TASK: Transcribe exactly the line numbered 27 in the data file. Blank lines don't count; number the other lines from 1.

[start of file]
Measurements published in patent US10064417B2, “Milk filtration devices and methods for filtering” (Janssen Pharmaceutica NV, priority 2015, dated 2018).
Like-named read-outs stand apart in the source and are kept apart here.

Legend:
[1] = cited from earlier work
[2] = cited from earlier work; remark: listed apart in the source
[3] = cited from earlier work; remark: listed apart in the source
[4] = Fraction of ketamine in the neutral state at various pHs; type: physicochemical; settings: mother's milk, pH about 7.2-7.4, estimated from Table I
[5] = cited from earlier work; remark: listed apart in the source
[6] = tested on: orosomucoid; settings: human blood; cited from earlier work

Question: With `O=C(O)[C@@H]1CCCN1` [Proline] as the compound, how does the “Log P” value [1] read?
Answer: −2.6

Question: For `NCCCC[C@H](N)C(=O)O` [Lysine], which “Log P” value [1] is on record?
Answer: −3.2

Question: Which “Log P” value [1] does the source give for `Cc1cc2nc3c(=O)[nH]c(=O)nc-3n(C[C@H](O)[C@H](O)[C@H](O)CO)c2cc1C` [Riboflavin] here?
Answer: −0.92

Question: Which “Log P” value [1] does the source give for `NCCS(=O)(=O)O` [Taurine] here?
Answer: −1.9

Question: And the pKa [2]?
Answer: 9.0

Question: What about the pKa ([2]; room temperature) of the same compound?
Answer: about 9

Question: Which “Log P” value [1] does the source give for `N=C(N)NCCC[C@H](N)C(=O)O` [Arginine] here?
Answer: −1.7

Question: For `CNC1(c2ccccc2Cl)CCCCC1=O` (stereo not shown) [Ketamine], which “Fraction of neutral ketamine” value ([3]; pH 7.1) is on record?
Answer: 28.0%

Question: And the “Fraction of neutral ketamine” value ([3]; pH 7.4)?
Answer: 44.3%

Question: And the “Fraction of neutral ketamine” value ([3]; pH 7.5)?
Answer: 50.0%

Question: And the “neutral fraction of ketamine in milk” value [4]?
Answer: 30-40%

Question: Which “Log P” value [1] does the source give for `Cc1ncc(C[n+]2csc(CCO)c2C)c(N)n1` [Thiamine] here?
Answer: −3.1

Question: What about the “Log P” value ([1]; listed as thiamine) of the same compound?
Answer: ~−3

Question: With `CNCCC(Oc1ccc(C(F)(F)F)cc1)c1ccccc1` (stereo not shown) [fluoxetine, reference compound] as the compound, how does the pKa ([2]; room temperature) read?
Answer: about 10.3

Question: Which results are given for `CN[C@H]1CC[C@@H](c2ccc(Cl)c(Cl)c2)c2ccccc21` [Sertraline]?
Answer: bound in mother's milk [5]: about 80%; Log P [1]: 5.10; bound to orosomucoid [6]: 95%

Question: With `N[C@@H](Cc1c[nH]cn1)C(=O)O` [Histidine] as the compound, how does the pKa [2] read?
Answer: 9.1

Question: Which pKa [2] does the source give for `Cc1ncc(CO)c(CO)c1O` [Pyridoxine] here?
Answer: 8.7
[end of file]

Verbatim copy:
Answer: 44.3%